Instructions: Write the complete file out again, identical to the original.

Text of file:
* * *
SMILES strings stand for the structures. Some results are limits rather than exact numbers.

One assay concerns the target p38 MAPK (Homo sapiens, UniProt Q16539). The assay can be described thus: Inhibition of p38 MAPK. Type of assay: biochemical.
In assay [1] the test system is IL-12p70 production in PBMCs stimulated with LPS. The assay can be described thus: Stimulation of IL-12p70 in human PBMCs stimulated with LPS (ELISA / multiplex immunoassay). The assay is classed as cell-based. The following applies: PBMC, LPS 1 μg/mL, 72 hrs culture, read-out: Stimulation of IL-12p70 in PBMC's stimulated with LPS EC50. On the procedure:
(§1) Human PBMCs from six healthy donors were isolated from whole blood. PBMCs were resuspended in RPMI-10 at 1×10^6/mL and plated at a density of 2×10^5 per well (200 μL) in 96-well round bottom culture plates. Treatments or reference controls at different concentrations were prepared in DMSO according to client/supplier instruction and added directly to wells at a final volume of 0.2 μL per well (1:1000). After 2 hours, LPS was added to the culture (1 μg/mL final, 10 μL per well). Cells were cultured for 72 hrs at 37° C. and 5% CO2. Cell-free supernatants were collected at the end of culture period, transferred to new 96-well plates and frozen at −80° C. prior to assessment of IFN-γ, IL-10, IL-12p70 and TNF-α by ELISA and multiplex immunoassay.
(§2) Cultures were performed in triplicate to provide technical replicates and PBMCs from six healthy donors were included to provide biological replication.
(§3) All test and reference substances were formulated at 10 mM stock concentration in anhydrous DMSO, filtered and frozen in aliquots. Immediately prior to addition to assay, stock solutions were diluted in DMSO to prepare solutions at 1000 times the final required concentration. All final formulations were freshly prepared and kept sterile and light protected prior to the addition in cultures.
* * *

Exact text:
SMILES strings stand for the structures. Some results are limits rather than exact numbers.

One assay concerns the target p38 MAPK (Homo sapiens, UniProt Q16539). The assay can be described thus: Inhibition of p38 MAPK. Type of assay: biochemical.
In assay [1] the test system is IL-12p70 production in PBMCs stimulated with LPS. The assay can be described thus: Stimulation of IL-12p70 in human PBMCs stimulated with LPS (ELISA / multiplex immunoassay). The assay is classed as cell-based. The following applies: PBMC, LPS 1 μg/mL, 72 hrs culture, read-out: Stimulation of IL-12p70 in PBMC's stimulated with LPS EC50. On the procedure:
(§1) Human PBMCs from six healthy donors were isolated from whole blood. PBMCs were resuspended in RPMI-10 at 1×10^6/mL and plated at a density of 2×10^5 per well (200 μL) in 96-well round bottom culture plates. Treatments or reference controls at different concentrations were prepared in DMSO according to client/supplier instruction and added directly to wells at a final volume of 0.2 μL per well (1:1000). After 2 hours, LPS was added to the culture (1 μg/mL final, 10 μL per well). Cells were cultured for 72 hrs at 37° C. and 5% CO2. Cell-free supernatants were collected at the end of culture period, transferred to new 96-well plates and frozen at −80° C. prior to assessment of IFN-γ, IL-10, IL-12p70 and TNF-α by ELISA and multiplex immunoassay.
(§2) Cultures were performed in triplicate to provide technical replicates and PBMCs from six healthy donors were included to provide biological replication.
(§3) All test and reference substances were formulated at 10 mM stock concentration in anhydrous DMSO, filtered and frozen in aliquots. Immediately prior to addition to assay, stock solutions were diluted in DMSO to prepare solutions at 1000 times the final required concentration. All final formulations were freshly prepared and kept sterile and light protected prior to the addition in cultures.